The Block

Life — 2 years ago

Change Through Joy With Black Minds Matter UK

As Black Minds Matter UK run a special collection with us for Black History Month, we catch up with their marketing manager Olivia Weigel.


Founded in June 2020 by Agnes Mwakatuma and Annie Heyes, within just a month of launching, Black Minds Matter UK had a waiting list of over 2600 people hoping to access therapy. It’s a number that speaks to the urgency of their mission; to connect Black individuals and families with free mental health services, by professional Black therapists. 


In the two years since, as well as helping provide this therapy, BMMUK milestones have included securing official charity status, and working to raise awareness, and remove the stigma around accessing mental health services.  


As they launch a special collection with us in celebration of Black History Month, we catch up with their marketing manager Olivia Weigel to discuss removing stigma and widening access, the value of culture for mental health, and how BMMUK has evolved as a charity. 


Shop the Black Minds Matter UK design here

Everpress Team
Design by Simone Yasmin

Black Minds Matter UK was founded in June 2020, in the midst of a wave of protests that brought Black Lives Matter to a global audience. When the charity started out, what did it want to achieve? And in what way have you evolved?

When we first started out our focus was on providing an immediate response to the clear need for mental health support within our community. We had to work from a constantly reactive place to try to keep up with demands. Now we have been able to take a holistic look at our charity and put sustainability and longevity at our centre to ensure that we can continue to be a safety net of support for our community, while also keeping the bigger picture in mind. Structural change won’t happen overnight and so we need to ensure we can grow in the way we need while also ensuring that we bring many moments of relief and joy to our community.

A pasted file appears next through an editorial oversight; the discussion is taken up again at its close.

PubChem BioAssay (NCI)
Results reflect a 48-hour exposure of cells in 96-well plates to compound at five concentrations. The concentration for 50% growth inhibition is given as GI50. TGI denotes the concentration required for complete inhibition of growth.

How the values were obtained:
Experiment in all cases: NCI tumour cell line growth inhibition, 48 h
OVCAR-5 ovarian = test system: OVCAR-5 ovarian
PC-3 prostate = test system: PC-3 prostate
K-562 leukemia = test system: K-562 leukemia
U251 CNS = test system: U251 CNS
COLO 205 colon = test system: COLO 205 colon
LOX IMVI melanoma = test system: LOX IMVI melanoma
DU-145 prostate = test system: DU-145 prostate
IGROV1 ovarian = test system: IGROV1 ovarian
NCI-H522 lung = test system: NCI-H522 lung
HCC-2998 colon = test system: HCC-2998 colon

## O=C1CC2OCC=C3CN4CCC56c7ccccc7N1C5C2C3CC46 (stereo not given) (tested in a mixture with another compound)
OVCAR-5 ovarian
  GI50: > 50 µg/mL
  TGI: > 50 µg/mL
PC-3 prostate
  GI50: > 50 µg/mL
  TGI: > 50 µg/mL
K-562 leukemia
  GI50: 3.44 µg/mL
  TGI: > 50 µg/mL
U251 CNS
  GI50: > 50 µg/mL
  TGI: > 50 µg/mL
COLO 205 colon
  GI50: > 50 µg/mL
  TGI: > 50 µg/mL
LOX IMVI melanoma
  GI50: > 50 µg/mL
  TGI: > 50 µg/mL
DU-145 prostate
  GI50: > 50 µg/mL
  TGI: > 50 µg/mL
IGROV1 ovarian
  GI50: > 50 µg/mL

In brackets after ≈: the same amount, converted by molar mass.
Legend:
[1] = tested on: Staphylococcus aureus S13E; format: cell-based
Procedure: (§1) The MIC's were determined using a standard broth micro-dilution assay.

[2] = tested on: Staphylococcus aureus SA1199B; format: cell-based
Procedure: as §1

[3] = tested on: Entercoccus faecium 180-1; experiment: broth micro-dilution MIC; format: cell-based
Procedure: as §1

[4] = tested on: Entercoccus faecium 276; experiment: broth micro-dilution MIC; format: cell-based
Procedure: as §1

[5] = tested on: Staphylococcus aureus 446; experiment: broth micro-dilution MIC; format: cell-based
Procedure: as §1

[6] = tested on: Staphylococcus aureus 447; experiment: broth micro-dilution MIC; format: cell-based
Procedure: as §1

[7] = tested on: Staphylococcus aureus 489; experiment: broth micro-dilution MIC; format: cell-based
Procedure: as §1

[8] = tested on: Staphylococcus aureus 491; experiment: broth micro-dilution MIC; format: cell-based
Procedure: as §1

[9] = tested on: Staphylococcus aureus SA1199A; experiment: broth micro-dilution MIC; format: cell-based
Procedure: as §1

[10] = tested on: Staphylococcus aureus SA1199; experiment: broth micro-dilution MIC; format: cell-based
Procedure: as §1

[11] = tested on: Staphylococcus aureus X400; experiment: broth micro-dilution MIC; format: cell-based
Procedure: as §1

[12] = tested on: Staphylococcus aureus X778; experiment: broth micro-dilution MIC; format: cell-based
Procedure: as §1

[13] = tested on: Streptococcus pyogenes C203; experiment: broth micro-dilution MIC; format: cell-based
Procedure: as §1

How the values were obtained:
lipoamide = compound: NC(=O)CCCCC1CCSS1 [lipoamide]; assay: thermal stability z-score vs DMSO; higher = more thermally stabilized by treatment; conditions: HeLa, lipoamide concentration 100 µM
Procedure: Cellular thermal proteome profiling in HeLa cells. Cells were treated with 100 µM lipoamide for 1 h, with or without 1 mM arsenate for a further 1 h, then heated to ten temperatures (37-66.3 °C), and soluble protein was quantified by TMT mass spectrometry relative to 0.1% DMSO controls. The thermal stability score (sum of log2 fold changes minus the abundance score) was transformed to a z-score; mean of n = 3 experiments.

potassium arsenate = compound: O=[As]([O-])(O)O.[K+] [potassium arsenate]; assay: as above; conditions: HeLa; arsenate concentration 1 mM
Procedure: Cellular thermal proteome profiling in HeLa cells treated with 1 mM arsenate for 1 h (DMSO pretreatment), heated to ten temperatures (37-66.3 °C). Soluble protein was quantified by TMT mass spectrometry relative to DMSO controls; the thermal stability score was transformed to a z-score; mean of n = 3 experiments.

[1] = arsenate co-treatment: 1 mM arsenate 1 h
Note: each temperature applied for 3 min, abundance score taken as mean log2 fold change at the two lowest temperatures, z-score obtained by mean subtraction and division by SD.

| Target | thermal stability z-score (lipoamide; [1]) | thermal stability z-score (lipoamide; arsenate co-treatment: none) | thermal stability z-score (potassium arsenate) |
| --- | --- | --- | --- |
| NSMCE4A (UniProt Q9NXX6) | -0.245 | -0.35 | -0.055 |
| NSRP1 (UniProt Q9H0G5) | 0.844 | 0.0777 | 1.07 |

We had to work from a constantly reactive place

Black history is still not taught widely enough on curriculums, at every level of education. Can you speak a little to the wider impacts this can have on mental health?  

Without accurate representation or understanding of the impact of Black history, those of Black heritage will find they have a distorted view of themselves and their families which has been downplayed and whitewashed to seem to have little significance or worth. Images and narratives such as this are harmful because they reproduce messages which aim to disempower rather than empower our community. This has a massive impact on our self-worth, our sense of identity and confidence from a really early age, which we can carry through to adulthood. This is why accurate representation of Black history is so key. Understanding and recognising that Black culture is inescapable and underpins so much of society and culture today means we can claim that power back and block out any noise that tries to tell us otherwise.

How does mental health support need to change to work for Black people? Can you talk a little about what, structurally, could be done to fix it?

When we talk about support that needs to happen structurally, it’s important that we focus on the problem, just as much as we do the solutions. That means looking at the things that are causing the disparities in mental health illness and experiences within our community such as broad economic inequality, racism and discrimination within education and workplaces, lack of access to affordable housing, low pay etc. When we tackle these things we will see an immediate impact on the mental health experiences of those who are marginalised and struggling.

Structural change won’t happen overnight

Additional support for Black people should also look like culturally relevant services which are accessible both in terms of cost, and where people can receive them, for instance within workplaces or privately, as the NHS is now so overwhelmed. An increase in physical spaces of support is also important so that those in unsafe households have somewhere to go to.